DARIEN JUNGLE, Colombia – For centuries, jungle-covered mountains, swamps and poisonous snakes scared people away from the Darién Gap, the dense rainforest separating North and South America. It's still the only spot where the Pan-American Highway, that runs from Alaska all the way to the tip of South America, dissolves into mud.
But thanks to the large numbers of migrants trying to get to the United States, the Darién Gap is no longer a no man's land.
In fact, when NPR first reached the region in September, birds singing and monkeys howling could not be heard. The main sound came from dozens of motorcycles. The passengers sitting on the back were migrants from Haiti, Venezuela, Cuba, India and African countries. But because they lacked U.S. visas, they had to travel overland, first through South and Central America and then Mexico.
The hardest part is crossing the roadless, 60-mile-wide Darién Gap. To cover the first few miles, migrants can pay to ride on the back of motorcycles that navigate muddy trails. But soon the jungle thickens, and they must start walking.
"It's really difficult," says Gegrand Joseph, 44, a Haitian who had hiked across the Darién Gap five years ago, was deported by the Trump administration and is tackling this patch of jungle a second time to get back to the U.S. "But there is no alternative."
On foot it will take a week to reach the first village on the Panamanian side. The migrants carry overstuffed backpacks, babies, cooking pots and jugs of water. Yet they seem undaunted. To gain traction on a steep, muddy hillside, they crawl on their hands and knees. As progress slows, the migrants form a human traffic jam.
So far this year more than 100,000 migrants have walked across the Darién Gap, more than triple the previous annual record, according to the International Organization for Migration. Many had been working in South America but lost their jobs during the coronavirus pandemic and figured that, under the Biden administration, they would have a better chance of getting into the U.S.
That's a lot of traffic for a jungle famous for stopping it.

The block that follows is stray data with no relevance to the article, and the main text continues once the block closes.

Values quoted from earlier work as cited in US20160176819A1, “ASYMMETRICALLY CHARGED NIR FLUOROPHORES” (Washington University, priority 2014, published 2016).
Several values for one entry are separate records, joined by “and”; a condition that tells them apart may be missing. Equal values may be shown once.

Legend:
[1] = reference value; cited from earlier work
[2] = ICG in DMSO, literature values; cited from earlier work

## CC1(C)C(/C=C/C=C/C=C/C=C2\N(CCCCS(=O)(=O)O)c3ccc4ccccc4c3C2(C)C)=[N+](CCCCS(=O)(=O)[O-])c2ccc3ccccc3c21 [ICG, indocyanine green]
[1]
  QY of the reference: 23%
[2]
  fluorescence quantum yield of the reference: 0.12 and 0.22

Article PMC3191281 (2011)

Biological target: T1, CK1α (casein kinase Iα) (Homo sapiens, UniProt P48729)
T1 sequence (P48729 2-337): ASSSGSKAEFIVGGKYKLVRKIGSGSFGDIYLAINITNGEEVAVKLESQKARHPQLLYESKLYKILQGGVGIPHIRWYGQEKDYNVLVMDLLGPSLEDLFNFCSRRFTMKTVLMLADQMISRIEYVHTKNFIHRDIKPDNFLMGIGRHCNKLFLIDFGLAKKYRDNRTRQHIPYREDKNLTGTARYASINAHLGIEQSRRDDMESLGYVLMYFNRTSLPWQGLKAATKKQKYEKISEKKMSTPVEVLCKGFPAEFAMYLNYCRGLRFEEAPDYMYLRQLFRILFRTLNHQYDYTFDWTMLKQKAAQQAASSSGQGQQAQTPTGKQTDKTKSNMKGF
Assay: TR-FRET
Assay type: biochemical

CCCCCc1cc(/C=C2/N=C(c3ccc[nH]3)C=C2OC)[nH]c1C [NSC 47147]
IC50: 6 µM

Although Spanish explorers conquered most of Latin America, they shied away from the Darién jungle, which they viewed as a heart of darkness rife with yellow fever and malaria. More recently efforts by the U.S and Latin American governments to pave a road through the region and complete the 19,000-mile Pan-American Highway fell apart amid fears of massive deforestation and the presence of guerrillas and drug traffickers on the Colombian side.
Still, a few motorists have bridged the gap. In 1962, an expedition sponsored by a Chicago car dealer and equipped with machetes, winches and chainsaws tried to drive three Chevrolet Corvairs from the Panamanian side to Colombia.
In a promotional film, the narrator notes that "every mile of progress must be fought for, foot by foot, inch by inch. Again, the caravan must fight its way through the dark and narrow tunnels of the stubborn Darien."
One of the Corvairs got stuck and its chassis can still be seen rusting in the jungle enveloped by trees and vines. But two of the cars made it all the way to Colombia.
In 1972 a team supported by the British army hauled two Range Rovers through the Darién Gap. On some days, the trucks covered just a few hundred yards and it took them 99 days to get through.
But the wilderness is being slowly whittled away. On the Colombian side of the border, I come across a bulldozer carving a road through the jungle. It's illegal but there are no police in sight. The area is controlled by a drug cartel called the Gulf Clan, which also makes a lot of money off the migrants.
At a jungle campground the Gulf Clan charges $50 per migrant to stay for just one night. In the evening, cartel members can be heard barking orders to locally hired workers who respond like obedient soldiers.
The next day, some 700 migrants break camp and hit the jungle trails on foot, leaving behind plastic bottles, empty food tins and dirty diapers. The migrants relieve themselves in the rivers and toss camping gear and clothes into the water.
That's to lighten their loads, says Justin LeFleuris, a Haitian migrant heading for the U.S. As he speaks, a desperate woman digs three pairs of jeans out of her backpack and tosses them into a river.
Photographer Carlos Villalón, who is on assignment for NPR and has spent years reporting on the Darién Gap, is shocked by how it's changed. Two national parks in the Darién are UNESCO World Heritage sites and the region is home to Indigenous communities such as the Kuna, Wounaan and Embera, as well as numerous endangered species, like the brown-headed spider monkey.
"It's sad," Villalón says of all the garbage. "You cannot drink water from the river. Two years ago I was drinking water on this same river you know. This is not a pristine jungle anymore."
But Claudio Madaune of the Darién Foundation, a Colombian conservation group, says that the pollution caused by the migrants is negligible compared to damage caused by illegal ranchers and gold miners who have moved into the area.
He says the worst change is that the Darién has become far more dangerous. Gunmen frequently rob, rape and kill migrants. Government officials from Panama and Colombia have discussed setting up a boat service across the Caribbean to transport migrants between the two countries. That would reduce the risks and help protect the rainforest.
Forcing migrants to walk across the Darién Gap "is totally inhuman," Madaune says.
But so far, nothing has happened. Meanwhile, the once-desolate Darién keeps filling up with people.